Materials: Oil on canvas
Measurements: 60.7 x 46.5 cm
Inv. nos P31 and P33
Frances (1751–1820) and Elizabeth (1754–1825) were the daughters of Lady Isabella Fitzroy (1726–1782) and the 1st Marquess of Hertford (1718–1794), an influential courtier to George III (1738–1820), who acquired a number of artworks now in the Wallace Collection. Elizabeth remained unmarried, while Frances married the Earl of Lincoln (1750–1778), a son of the 2nd Duke of Newcastle (1720–1794), with whom she had two children before Lincoln’s premature death at the age of 28.
The 1st Marquess of Hertford was an important patron of Reynolds (ordering his own portrait with the artist in 1785), and in 1781 he commissioned the artist to paint Elizabeth and Frances (as well as four other of his children). After multiple sittings with Reynolds, the portraits were completed in 1784, when Hertford paid the artist £110 for his work.
Reynolds has represented the sisters as glamourous society figures. They wear fashionable tousled wigs with long, shoulder-length curls. Technical analysis has revealed that these wigs were originally higher and flatter than they appear now, suggesting they were altered to keep up to date with passing trends.
Their elegantly frilled dresses have been given a translucent quality through layering paint of different consistencies. It appears Reynolds painted the dresses quickly, with a loose handling and use of a technique where layers of wet paint are applied on top of each other. Looking closer, some strokes of paint have even started to run before drying. X-rays show some changes were made to Elizabeth’s dress – it was originally much simpler and looser in design. Reynolds, however, ultimately decided to make the dress a more fitted design and to add a sash.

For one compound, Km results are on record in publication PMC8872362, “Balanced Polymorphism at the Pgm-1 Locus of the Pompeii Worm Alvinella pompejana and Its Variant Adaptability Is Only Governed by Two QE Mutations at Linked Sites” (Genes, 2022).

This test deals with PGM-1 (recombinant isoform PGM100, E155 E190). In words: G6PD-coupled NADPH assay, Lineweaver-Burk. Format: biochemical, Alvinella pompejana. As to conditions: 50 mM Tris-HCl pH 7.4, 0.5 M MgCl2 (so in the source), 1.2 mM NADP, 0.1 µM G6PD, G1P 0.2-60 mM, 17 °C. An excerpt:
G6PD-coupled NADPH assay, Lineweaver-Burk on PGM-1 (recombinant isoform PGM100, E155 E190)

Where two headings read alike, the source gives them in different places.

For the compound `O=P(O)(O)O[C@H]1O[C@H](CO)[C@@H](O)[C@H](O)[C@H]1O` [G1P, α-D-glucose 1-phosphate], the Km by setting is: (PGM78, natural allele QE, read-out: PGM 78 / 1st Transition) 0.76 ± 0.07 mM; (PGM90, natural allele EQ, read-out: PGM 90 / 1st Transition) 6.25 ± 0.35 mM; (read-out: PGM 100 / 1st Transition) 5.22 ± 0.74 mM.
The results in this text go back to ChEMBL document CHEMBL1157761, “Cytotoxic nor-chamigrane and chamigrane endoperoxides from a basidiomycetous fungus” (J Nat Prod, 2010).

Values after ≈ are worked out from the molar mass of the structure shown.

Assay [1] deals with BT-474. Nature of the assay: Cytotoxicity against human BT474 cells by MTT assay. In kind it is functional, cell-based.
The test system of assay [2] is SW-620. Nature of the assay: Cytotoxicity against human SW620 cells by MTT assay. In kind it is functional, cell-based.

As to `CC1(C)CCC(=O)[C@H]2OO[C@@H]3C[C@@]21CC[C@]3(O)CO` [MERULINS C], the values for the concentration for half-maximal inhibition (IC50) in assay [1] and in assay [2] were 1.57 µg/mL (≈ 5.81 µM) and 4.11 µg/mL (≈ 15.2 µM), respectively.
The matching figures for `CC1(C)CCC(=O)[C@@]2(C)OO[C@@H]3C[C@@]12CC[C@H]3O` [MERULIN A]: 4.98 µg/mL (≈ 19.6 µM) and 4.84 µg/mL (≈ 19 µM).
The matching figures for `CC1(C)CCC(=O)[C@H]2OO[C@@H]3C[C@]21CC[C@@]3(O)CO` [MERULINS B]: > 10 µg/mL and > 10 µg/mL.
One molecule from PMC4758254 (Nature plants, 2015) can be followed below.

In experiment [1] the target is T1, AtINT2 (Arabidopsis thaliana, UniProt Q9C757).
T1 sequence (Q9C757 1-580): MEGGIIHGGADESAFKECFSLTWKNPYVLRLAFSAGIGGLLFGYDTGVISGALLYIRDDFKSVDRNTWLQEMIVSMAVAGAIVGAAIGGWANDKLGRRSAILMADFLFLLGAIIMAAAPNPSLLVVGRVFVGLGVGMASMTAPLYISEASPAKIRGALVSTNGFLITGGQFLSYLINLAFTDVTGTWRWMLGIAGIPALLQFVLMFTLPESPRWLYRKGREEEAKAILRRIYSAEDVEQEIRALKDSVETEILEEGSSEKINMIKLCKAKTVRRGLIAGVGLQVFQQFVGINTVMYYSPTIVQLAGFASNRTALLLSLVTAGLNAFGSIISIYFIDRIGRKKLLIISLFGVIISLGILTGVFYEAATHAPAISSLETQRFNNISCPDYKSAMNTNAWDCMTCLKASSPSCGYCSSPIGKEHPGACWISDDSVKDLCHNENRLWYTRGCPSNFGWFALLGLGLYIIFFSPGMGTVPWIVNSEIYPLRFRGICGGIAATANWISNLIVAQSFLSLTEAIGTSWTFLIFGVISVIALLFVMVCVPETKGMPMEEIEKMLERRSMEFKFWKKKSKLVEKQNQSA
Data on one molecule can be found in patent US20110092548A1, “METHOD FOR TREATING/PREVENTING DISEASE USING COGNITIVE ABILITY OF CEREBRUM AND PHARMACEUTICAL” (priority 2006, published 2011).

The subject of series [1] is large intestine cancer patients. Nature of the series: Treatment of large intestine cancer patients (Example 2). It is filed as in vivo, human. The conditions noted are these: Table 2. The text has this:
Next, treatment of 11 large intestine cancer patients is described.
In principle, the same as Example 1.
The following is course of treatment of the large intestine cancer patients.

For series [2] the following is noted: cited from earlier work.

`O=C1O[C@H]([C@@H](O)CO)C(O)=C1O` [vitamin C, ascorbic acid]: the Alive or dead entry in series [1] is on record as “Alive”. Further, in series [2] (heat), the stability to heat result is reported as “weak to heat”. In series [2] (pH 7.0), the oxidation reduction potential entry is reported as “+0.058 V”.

The portraits of the sisters were conceived as pendants, which would have been considered an unusual pairing in 18th-century British art, even more so with such a distinct visual connection between the sitters. Viewed side on, Elizabeth seems to gaze with familial concern at Frances, who casts her eyes downwards, with her right hand to her face, presumably while in deep contemplation following the untimely loss of her husband.
Frances’s pose is one not typically found in the work of Thomas Hudson (1701–1779), who was Reynolds’s teacher, or his contemporaries. It is possible Reynolds drew inspiration for it from Italian old master paintings, where women are frequently painted in such compositions and are associated with thoughtfulness and melancholy. It, therefore, suitably conveyed Frances’s mourning, while also conforming with 18th-century ideas about female sensibility, which looked to celebrate women’s perceived sensitivity and tenderness of heart.
The portraits, given their dating and unique character, were likely commissioned by the 1st Marquess of Hertford to hang alongside other historic family portraits in the Red Saloon of his country seat, Ragley Hall, which he had redecorated in 1780.
These portraits were, in the 19th century, considered to be some of the greatest works of art in the collection of the Seymour-Conway family. After being commissioned by the 1st Marquess of Hertford, they descended through the family, appearing at Hertford House by 1834. They were transferred to the Wallace Collection in 1897 on the death of Sir Richard Wallace’s (1818–1890) widow, Lady Wallace (1819–1897).
Text adapted from Duperron, N., and L. Davis, 'Lady Elizabeth Seymour-Conway and Frances, Countess of Lincoln', in Davis, L., and M. Hallett, Joshua Reynolds. Experiments in Paint, London, 2015, nos 4–5.